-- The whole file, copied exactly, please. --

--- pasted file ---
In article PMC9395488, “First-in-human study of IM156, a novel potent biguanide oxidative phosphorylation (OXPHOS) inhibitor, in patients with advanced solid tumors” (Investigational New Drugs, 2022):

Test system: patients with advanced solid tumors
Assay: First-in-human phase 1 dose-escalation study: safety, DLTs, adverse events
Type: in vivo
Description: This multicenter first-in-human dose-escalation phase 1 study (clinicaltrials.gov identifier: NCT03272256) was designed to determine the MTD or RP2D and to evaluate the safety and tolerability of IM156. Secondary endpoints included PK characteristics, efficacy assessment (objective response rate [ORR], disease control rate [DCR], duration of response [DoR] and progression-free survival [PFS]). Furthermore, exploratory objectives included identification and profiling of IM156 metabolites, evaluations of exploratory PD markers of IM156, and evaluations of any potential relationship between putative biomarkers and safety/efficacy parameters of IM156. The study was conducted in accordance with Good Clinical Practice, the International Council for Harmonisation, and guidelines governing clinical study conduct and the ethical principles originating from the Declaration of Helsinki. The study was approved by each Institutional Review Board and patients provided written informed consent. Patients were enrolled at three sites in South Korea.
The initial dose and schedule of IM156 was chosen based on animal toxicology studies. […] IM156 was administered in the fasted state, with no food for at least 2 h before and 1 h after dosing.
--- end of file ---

In article PMC9395488, “First-in-human study of IM156, a novel potent biguanide oxidative phosphorylation (OXPHOS) inhibitor, in patients with advanced solid tumors” (Investigational New Drugs, 2022):

Test system: patients with advanced solid tumors
Assay: First-in-human phase 1 dose-escalation study: safety, DLTs, adverse events
Type: in vivo
Description: This multicenter first-in-human dose-escalation phase 1 study (clinicaltrials.gov identifier: NCT03272256) was designed to determine the MTD or RP2D and to evaluate the safety and tolerability of IM156. Secondary endpoints included PK characteristics, efficacy assessment (objective response rate [ORR], disease control rate [DCR], duration of response [DoR] and progression-free survival [PFS]). Furthermore, exploratory objectives included identification and profiling of IM156 metabolites, evaluations of exploratory PD markers of IM156, and evaluations of any potential relationship between putative biomarkers and safety/efficacy parameters of IM156. The study was conducted in accordance with Good Clinical Practice, the International Council for Harmonisation, and guidelines governing clinical study conduct and the ethical principles originating from the Declaration of Helsinki. The study was approved by each Institutional Review Board and patients provided written informed consent. Patients were enrolled at three sites in South Korea.
The initial dose and schedule of IM156 was chosen based on animal toxicology studies. […] IM156 was administered in the fasted state, with no food for at least 2 h before and 1 h after dosing.